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rolled spinach omelet – smitten kitchen

A frequently asked question I get about *all of this* (waves hands in the general direction of the internet/air) is where I get my inspiration from. And almost without fail, I will say “not here.” No offense to this space we’ve created, but inspiration hits when I’m not pressed to find it, like when I’m on a bus or in a cab, looking out the window, or traveling — in this case, in DC a few months ago. I was there for the wedding of an old college friend (hi Aaron!) and another friend (hi different Aaron!) had a brunch at her house the next morning to celebrate and the unbelievable spread in her gorgeous house included not one but two rolled omelets and I was riveted. “WHAT IS THIS!” and she said, “This old thing? It’s so easy! I’ve been making it forever!” and I was like, “No. Tell me everything.”

It turns out it comes from an April 2009 Everyday Food magazine, a shuttered Martha Stewart publication that was wonderful in every way. The focus was on weekday cooking for regular people with busy lives but the food was special. It was eventually folded into Living magazine and (I think) has dissipated* from there. This omelet perfectly exemplifies what everyday but special can look like because the ingredients are simple (frozen spinach, cheddar, eggs, milk), the process is quick (hand-whisked, bakes in under 15 minutes), but the presentation is gorgeous enough for the fanciest holiday brunch spread.


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I know the prospect of rolled cakes strike fear in most of our hearts, but the only test I made that was even slightly cracked was overbaked, and it still looked great. It’s also almost impervious to my tweaking; more about ways to do that below. I love how much it looks like a yule log, not a replacement for the best one ever (no bias here whatsoever), but a very green one I find my system crying out for between regular visits to the cookie tin, naturally. You can also make it just for you, just because you’re craving it, and if that sounds appealing to you in this frenetic season, month, time we’re in, well, I think you know what to do next.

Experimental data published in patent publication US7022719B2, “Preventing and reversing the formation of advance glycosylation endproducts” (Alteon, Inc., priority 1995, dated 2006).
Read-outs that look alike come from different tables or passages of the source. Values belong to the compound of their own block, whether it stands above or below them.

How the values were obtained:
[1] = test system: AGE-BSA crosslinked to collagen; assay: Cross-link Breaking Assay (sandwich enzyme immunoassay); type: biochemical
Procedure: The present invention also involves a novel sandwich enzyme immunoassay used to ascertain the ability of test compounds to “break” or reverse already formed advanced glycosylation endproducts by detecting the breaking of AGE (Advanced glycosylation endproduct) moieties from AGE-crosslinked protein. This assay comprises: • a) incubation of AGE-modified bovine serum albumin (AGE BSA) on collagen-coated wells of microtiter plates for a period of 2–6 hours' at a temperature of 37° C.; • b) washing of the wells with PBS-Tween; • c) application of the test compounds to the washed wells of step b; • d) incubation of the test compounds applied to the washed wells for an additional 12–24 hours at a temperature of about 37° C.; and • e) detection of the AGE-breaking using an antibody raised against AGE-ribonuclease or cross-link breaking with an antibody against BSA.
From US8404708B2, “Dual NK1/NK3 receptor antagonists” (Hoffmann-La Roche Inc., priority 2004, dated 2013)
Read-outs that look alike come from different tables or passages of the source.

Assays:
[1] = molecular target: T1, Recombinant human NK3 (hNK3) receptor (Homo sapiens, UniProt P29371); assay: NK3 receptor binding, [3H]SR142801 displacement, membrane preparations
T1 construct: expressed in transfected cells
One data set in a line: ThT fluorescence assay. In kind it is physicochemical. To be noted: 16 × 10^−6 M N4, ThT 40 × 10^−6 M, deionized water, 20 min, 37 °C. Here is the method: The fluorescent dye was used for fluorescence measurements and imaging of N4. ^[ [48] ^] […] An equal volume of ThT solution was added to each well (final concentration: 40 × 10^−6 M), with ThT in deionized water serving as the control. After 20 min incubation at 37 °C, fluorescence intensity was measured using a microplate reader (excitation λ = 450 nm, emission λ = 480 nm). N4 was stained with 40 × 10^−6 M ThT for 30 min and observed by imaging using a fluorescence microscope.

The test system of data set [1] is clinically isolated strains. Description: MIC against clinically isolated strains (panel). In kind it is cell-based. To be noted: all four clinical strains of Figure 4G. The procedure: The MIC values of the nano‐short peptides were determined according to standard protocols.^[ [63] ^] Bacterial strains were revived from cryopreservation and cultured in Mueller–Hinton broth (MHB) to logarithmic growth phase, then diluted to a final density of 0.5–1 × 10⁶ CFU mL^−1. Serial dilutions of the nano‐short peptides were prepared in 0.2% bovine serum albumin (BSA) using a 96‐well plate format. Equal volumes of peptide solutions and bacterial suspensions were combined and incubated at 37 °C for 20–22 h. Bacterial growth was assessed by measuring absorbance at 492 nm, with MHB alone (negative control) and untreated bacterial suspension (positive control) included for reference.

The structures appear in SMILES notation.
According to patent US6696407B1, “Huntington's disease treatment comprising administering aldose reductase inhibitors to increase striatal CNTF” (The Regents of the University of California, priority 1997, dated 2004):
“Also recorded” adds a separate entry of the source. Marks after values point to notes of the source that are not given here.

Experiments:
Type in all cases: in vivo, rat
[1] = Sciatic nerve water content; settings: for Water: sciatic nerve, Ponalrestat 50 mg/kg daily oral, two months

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* I know I pouted for some time when Gourmet magazine folded, and now I am pouting about Everyday Food, but not all magazine news is bad! Saveur is, in fact, coming back into print next year and you can read more about it here.

Previously

6 months ago: Summer Pea Salad with Unexpected Dressing
1 year ago: Baked Brie with Garlic Butter Mushrooms
2 years ago: Short Rib Onion Soup
3 years ago: Gingerbread Yule Log
4 years ago: Unfussy Sugar Cookies
5 years ago: Falafel
6 years ago: Dutch Apple Pie
7 years ago: Union Square Cafe’s Bar Nuts
8 years ago: Pull-Apart Rugelach and Tres Leches Cake + A Taco Party
9 years ago: Decadent Hot Chocolate Mix and Gingrebread Biscotti
10 years ago: Eggnog Florentines
11 years ago: Cashew Butter Balls
12 years ago: Caesar Salad Deviled Eggs
13 years ago: Garlic Butter Roasted Mushrooms